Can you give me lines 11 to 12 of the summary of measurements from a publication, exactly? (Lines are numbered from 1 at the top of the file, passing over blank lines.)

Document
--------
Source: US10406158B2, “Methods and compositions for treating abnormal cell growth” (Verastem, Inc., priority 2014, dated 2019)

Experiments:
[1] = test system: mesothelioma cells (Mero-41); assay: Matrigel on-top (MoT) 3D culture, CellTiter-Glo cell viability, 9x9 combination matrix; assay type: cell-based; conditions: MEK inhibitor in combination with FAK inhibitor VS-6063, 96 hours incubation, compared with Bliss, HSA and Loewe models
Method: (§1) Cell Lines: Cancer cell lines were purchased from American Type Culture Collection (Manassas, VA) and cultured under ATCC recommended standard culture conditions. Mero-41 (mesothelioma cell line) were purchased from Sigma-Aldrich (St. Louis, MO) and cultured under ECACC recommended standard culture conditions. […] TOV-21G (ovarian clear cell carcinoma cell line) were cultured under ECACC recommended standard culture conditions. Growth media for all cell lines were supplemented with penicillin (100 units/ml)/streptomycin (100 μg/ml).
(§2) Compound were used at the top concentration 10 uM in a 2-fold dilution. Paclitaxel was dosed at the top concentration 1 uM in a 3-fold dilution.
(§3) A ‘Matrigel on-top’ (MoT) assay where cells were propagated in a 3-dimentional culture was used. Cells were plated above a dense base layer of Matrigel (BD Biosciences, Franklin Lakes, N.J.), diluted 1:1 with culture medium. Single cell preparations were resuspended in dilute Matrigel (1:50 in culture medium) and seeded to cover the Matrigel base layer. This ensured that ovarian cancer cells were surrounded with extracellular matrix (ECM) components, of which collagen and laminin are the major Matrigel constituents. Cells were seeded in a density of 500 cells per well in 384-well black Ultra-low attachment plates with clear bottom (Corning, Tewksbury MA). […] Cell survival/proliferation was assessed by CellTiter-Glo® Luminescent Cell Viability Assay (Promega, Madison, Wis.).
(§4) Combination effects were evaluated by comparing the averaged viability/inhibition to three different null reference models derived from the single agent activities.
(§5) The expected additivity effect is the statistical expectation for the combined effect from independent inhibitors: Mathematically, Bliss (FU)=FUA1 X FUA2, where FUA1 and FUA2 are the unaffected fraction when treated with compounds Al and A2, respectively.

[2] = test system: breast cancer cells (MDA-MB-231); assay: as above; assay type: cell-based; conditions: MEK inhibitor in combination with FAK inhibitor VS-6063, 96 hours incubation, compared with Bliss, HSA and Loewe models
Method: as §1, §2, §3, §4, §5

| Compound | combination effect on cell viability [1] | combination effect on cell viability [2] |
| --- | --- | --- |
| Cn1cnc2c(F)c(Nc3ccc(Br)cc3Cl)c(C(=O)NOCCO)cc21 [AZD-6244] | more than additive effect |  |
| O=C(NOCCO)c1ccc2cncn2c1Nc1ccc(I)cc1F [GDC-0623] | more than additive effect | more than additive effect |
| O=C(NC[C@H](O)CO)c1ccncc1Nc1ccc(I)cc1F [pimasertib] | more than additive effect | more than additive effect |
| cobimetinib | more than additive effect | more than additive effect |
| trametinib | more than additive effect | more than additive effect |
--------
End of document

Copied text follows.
| Compound | combination effect on cell viability [1] | combination effect on cell viability [2] |
| --- | --- | --- |